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Open AccessArticle

Quantifying Effectiveness of Streambank Stabilization Practices on Cedar River, Nebraska

1
Environmental Engineering, University of Nebraska-Lincoln, Lincoln, NE 68535, USA
2
Biological Systems Engineering, University of Nebraska-Lincoln, Lincoln, NE 68535, USA
*
Author to whom correspondence should be addressed.
Water 2017, 9(12), 930; https://doi.org/10.3390/w9120930
Received: 15 September 2017 / Revised: 20 November 2017 / Accepted: 26 November 2017 / Published: 29 November 2017
(This article belongs to the Special Issue Streambank Erosion: Monitoring, Modeling and Management)

Abstract

Excessive sediment is a major pollutant to surface waters worldwide. In some watersheds, streambanks are a significant source of this sediment, leading to the expenditure of billions of dollars in stabilization projects. Although costly streambank stabilization projects have been implemented worldwide, long-term monitoring to quantify their success is lacking. There is a critical need to document the long-term success of streambank restoration projects. The objectives of this research were to (1) quantify streambank retreat before and after the stabilization of 18 streambanks on the Cedar River in North Central Nebraska, USA; (2) assess the impact of a large flood event; and (3) determine the most cost-efficient stabilization practice. The stabilized streambanks included jetties (10), rock-toe protection (1), slope reduction/gravel bank (1), a retaining wall (1), rock vanes (2), and tree revetments (3). Streambank retreat and accumulation were quantified using aerial images from 1993 to 2016. Though streambank retreat has been significant throughout the study period, a breached dam in 2010 caused major flooding and streambank erosion on the Cedar River. This large-scale flood enabled us to quantify the effect of one extreme event and evaluate the effectiveness of the stabilized streambanks. With a 70% success rate, jetties were the most cost-efficient practice and yielded the most deposition. If minimal risk is unacceptable, a more costly yet immobile practice such as a gravel bank or retaining wall is recommended.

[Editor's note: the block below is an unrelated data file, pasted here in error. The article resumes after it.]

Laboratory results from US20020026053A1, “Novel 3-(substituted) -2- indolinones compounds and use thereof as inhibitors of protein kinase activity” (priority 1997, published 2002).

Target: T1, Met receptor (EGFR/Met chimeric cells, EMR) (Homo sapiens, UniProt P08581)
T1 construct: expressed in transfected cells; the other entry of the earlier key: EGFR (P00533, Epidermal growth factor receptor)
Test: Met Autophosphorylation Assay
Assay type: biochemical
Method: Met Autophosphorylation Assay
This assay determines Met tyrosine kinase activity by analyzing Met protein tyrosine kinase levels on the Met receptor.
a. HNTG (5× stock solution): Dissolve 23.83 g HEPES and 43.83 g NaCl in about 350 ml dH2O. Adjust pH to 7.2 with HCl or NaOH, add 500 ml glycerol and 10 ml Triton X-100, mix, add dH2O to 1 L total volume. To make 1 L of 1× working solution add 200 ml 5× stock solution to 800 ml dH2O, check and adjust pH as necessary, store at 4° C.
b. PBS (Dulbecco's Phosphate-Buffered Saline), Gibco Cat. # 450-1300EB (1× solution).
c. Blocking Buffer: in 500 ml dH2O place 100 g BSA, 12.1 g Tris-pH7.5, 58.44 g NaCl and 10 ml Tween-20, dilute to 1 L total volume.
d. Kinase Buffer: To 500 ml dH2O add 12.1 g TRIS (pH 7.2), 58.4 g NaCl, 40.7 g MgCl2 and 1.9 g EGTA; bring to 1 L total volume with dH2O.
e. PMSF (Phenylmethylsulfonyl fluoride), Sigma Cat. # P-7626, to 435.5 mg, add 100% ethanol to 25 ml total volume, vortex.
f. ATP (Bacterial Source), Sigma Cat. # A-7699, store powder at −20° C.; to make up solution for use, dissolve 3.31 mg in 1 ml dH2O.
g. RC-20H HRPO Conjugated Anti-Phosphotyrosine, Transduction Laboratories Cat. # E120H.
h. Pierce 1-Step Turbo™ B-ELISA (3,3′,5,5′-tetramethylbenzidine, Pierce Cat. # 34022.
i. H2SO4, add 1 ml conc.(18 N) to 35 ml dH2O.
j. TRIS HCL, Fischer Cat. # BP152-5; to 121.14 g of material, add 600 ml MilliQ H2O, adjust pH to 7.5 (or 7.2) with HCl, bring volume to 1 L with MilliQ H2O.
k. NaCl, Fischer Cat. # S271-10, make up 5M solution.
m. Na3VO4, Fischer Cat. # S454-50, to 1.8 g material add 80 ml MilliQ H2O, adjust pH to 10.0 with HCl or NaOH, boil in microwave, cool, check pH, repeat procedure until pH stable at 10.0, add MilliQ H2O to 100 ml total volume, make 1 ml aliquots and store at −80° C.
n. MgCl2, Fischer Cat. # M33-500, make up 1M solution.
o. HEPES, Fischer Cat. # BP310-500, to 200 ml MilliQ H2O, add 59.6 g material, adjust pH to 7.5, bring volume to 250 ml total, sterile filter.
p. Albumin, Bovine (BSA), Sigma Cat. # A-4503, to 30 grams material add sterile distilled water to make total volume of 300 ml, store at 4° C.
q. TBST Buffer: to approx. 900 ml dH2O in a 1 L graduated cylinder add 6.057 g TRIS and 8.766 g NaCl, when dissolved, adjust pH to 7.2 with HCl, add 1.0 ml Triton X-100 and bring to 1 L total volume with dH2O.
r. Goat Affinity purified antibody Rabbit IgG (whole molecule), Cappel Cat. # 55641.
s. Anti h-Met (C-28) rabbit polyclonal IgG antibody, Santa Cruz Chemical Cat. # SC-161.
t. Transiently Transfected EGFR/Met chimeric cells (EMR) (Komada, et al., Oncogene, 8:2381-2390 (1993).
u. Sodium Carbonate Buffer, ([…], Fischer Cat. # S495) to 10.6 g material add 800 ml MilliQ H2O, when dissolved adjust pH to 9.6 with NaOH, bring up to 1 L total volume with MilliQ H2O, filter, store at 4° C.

Keywords: cost-efficiency; monitoring; streambank retreat; streambank stabilization; water quality cost-efficiency; monitoring; streambank retreat; streambank stabilization; water quality

1. Introduction

Sediment is a primary pollutant to surface water and a leading cause of water quality impairment [1]. Though erosion is a natural and even necessary process [2], the rate of erosion has been accelerated due to human activities such as farming and urbanization. In some watersheds, streambank erosion is the main source of sediment to rivers and streams [3]. The excess sediment affects the water chemistry, aquatic organisms, and the water clarity in our streams and reservoirs. Excess sediment is aesthetically displeasing, increases the cost of treating drinking water, decreases water clarity, and has an overall negative impact on the aquatic ecosystem [4,5,6,7,8]. The increased turbidity not only affects the water aesthetics but also reduces photosynthesis and organisms’ visibility. Siltation alters flow in streams and decreases the storage volume in our reservoirs, which in turn affects flooding, drinking water, and recreation.